There are many big issues looming over BC Millennials ahead of next year’s federal election, from climate change and trade relations to government spending and tax cuts.
But the results of a new Canadian Real Estate Association-commissioned survey suggest many in the province feel that these issues should take a back seat to affordable housing.
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Some 80 per cent of BC respondents to a national Abacus Data poll rated housing affordability as the top (or a very-high) priority for the federal government to focus on, by far the highest share of any of the nine provinces surveyed.
The remaining areas of policy attention include prescription drug prices, personal debt levels, Indigenous living conditions, childcare, and infrastructure.
Affordability was also at the forefront of issues for many in Atlantic Canada, as 74 per cent in PEI and 72 per cent in New Brunswick identified it as the top/very high priority, according to the survey of 2,500 Canadian Millennials aged 18 to 38. In Manitoba and Ottawa, roughly two-thirds responded in kind.
Quebec was the only province where a majority of respondents did not rate affordable housing at a top/very-high priority: 49 per cent did, however. PEI was not part of the survey conducted from April 18th to May 9th this year.
Nationally, the second and third most pressing issues were government spending and cutting taxes at 58 and 51 per cent, respectively.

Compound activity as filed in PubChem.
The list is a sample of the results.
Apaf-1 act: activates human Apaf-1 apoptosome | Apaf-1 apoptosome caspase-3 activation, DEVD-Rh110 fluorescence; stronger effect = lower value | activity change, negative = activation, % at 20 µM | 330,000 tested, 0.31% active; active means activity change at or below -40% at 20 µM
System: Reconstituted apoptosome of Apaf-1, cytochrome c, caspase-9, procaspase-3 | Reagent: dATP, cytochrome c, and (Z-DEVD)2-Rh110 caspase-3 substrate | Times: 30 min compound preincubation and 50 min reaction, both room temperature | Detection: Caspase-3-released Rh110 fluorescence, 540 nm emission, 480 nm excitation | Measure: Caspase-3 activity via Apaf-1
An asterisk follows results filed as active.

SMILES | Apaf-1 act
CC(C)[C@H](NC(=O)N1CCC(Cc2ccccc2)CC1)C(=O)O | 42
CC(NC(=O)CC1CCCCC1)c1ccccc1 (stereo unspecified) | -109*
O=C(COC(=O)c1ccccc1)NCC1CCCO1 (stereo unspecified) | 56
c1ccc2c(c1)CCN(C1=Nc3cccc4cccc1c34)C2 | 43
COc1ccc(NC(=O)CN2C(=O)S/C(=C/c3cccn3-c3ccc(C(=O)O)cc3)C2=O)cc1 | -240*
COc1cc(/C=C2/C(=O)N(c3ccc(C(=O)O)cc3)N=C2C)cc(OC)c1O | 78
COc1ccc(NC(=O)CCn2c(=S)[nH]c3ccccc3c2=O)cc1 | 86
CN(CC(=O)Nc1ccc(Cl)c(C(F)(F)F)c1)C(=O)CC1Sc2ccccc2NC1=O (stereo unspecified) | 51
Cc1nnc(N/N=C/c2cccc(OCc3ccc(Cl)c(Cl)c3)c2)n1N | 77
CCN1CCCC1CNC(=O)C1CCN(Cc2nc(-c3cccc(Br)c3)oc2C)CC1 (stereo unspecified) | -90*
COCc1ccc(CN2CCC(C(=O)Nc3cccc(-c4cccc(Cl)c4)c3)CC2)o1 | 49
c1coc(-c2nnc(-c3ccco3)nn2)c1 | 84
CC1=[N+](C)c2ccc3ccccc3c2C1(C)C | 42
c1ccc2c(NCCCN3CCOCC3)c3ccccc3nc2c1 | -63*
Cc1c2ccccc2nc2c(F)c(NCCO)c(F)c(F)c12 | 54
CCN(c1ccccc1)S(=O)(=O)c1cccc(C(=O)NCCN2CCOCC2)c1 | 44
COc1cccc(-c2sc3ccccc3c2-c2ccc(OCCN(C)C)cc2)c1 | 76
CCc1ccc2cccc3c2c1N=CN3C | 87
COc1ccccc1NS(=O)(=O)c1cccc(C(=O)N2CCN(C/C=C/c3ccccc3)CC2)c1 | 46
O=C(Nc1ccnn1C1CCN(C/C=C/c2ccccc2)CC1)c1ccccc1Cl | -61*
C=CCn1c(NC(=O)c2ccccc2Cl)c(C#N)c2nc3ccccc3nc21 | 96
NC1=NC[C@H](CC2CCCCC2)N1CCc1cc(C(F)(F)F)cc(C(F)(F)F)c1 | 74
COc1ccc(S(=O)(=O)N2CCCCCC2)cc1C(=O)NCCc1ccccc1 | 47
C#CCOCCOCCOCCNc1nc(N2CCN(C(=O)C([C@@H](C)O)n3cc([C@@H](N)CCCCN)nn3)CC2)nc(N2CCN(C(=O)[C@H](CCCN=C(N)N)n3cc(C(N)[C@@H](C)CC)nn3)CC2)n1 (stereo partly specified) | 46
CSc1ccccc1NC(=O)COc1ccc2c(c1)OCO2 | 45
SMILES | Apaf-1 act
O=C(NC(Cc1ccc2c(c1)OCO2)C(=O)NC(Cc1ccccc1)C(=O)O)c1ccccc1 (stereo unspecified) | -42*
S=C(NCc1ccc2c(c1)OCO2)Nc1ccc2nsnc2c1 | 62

Abacus Data, an Ottawa-based research firm, portends the opinions of the Millennial generation have serious implications for the 2019 federal election.
“Given the size of the generation, if they vote collectively and turnout, they can have a major impact on the outcome of the next election,” writes Abacus DEO David Coletto in a blog post published today.
He notes Millennials will make up the largest group of eligible voters next year, and that could come to shape political platforms moving forward.
“Housing is an issue that could activate millennials to engage in politics and turnout to vote in the next election,” Coletto continues.
“There’s a clear opportunity for political leaders to empathize with young Canadians, lead on the issue, and offer solutions to a challenge that most feel hopeless to solve.”
On behalf of CREA, Abacus floated a policy recommendation of upping the First Time Home Buyers Tax Credit for purchasers under 40 up to $5,000 from $750 to gauge the response.
“Few felt that it was a bad idea,” says Coletto, adding 65 per cent say it is a good idea and 23 per cent find it acceptable.